Fulton commercial tax breaks get a day in court
By Maggie Lee
A Fulton agency and an Atlanta resident met in court Monday, the two sides urging a judge in opposite directions on some potential $15.2 million in property tax breaks for four new commercial properties in hot Atlanta neighborhoods.
On one side, the Development Authority of Fulton County, which argues its job is to grow the county’s economy and tax base, and part of that includes doing something that has the state’s blessing: offering tax incentives to new developments.
On the other side, two longtime opponents of property tax breaks for developers: Atlanta resident Julian Bene (of Redlight the Gulch); and representing him, attorney John Woodham. They argue that the way Fulton does business breaks the letter of state development law and that Fulton should stop doing business where Atlanta and its schools have asked it to stop.
In the middle, Chief Judge Christopher S. Brasher of the Superior Court of Fulton County. Such tax breaks are delivered by complex transactions that needs the court’s formal approval, making it the venue for residents like Bene to bring their complaints.
The complaints Bene brought are on an Atlantic Station dual-branded hotel; a Blandtown residential development near the BeltLine corridor; the Interlock II, a mixed-use development across Northside from Georgia Tech; and a new mainly residential development on the old Exide battery site on the BeltLine in Capitol View.
Each of the projects faced some objections at the board of Fulton’s development authority, but did get approval. Together, the property tax breaks would be worth a total $15.2 million on the four properties over 10 years. That money would normally go to a mix of the county, the city, and schools; or mainly to the BeltLine if the property is on that corridor.
Woodham brought up tons of fine points in Georgia’s development law, like the different legal treatment of a mere hotel with meeting space versus a “trade show” facility. And he also raised legal questions about the complex “lease-purchase” bond transactions that allow a public agency to take control of a property for tax purposes and pass the lower tax bill on to the developer.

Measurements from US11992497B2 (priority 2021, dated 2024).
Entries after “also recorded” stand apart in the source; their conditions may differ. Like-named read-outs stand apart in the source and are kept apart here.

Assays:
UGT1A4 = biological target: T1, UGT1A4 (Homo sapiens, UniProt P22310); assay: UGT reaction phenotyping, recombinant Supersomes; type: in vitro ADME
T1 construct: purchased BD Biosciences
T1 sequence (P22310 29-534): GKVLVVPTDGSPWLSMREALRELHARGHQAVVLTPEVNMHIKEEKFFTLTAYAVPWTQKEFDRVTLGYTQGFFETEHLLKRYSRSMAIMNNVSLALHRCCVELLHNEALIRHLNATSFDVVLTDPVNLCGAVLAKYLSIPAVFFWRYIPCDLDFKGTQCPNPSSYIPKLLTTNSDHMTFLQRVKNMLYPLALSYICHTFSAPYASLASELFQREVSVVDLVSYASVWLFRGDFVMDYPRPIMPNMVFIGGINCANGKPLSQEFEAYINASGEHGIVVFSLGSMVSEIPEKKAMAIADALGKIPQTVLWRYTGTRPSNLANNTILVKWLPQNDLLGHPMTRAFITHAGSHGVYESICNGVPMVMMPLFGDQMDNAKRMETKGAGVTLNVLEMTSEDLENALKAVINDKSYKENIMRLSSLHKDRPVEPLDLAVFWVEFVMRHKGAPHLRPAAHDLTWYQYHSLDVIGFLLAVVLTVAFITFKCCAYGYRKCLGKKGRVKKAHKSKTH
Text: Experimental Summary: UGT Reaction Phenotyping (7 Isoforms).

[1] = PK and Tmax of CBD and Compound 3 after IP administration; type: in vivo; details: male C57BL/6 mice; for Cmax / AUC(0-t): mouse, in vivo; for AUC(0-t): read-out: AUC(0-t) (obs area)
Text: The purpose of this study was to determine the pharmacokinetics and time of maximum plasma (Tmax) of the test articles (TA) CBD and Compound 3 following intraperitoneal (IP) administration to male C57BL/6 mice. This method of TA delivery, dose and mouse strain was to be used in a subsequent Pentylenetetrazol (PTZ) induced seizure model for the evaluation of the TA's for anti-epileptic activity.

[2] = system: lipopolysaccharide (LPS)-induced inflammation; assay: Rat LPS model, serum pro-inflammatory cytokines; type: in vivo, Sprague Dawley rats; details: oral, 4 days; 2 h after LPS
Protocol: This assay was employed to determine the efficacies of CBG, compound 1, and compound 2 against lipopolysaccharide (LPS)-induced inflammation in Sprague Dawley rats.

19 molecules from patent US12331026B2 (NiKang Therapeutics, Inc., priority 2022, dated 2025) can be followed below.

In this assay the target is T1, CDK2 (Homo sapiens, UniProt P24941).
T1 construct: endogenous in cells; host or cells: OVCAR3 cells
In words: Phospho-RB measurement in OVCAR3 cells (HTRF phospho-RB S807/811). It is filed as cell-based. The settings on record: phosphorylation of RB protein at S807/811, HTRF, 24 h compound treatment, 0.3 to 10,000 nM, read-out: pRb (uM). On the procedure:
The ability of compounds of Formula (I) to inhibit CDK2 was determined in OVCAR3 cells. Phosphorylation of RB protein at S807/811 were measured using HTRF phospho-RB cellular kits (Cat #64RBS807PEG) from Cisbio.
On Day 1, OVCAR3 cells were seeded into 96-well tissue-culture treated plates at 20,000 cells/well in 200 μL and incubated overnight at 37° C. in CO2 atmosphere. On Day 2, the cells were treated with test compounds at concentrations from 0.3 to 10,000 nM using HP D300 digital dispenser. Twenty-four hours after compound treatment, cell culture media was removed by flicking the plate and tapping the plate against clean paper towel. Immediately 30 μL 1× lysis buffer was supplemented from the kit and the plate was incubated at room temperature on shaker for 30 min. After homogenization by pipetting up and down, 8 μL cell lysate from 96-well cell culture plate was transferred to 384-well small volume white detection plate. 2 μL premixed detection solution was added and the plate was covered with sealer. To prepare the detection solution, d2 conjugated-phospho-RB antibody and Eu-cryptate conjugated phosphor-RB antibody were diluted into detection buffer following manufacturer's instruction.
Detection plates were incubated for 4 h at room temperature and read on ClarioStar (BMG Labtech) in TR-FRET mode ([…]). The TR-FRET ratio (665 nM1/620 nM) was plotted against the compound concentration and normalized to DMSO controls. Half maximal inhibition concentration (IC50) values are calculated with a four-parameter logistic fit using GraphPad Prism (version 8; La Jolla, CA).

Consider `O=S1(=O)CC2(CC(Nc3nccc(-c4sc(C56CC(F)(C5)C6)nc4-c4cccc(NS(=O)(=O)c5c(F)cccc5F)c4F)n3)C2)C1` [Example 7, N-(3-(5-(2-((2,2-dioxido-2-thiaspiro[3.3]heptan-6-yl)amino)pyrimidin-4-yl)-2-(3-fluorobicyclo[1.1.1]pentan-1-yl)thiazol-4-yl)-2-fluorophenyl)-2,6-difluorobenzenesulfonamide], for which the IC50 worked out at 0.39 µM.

But what makes this case different very from others Woodham has argued is that Atlanta City Council, the Atlanta Board of Education and Invest Atlanta have all asked Fulton’s development authority to stop doing business in the city.
Those city folks argue that Fulton is giving away the city’s tax base wrongly or when it doesn’t have to — that developers are pretty likely to come to places like Midtown anyway. Or that development ought to be incentivized in neighborhoods that have been left behind by prosperity. Or that the focus should be on affordable housing.
“We think it is legally impossible for the Development Authority of Fulton County to meet the ‘substantial benefit’ burden to the public — a substantial benefit to the public — when you’ve got elected bodies in Atlanta saying, ‘Not only are they not a benefit. They are a burden, please stop’,” Woodham said.
But DAFC’s attorney, Cary Ichter, said that his client is doing exactly what state law allows.
“The development authorities law tells the court what it has to look at in that regard. If you take a look … it says that this chapter shall be ‘liberally construed’ to affect the purposes hereof,” Ichter said. “And it tells us what the purposes hereof are, and unsurprisingly they have to do with promoting economic development and job creation.”
Brasher asked both sides to submit proposed final orders by Tuesday close of business.
Despite its name and jurisdiction, the Development Authority of Fulton County doesn’t answer to the Fulton County Commission, exactly. Commissioners appointment members, but DAFC itself is a creation of the state.
Any legal change to what DAFC does would start in the Georgia Legislature. Their session begins Jan. 11.
In 2019 and 2020, DAFC and Invest Atlanta granted preliminary or final approval tax breaks worth $240 million over 10 years in Atlanta, in the name of economic development.
Check out the whole virtual hearing here.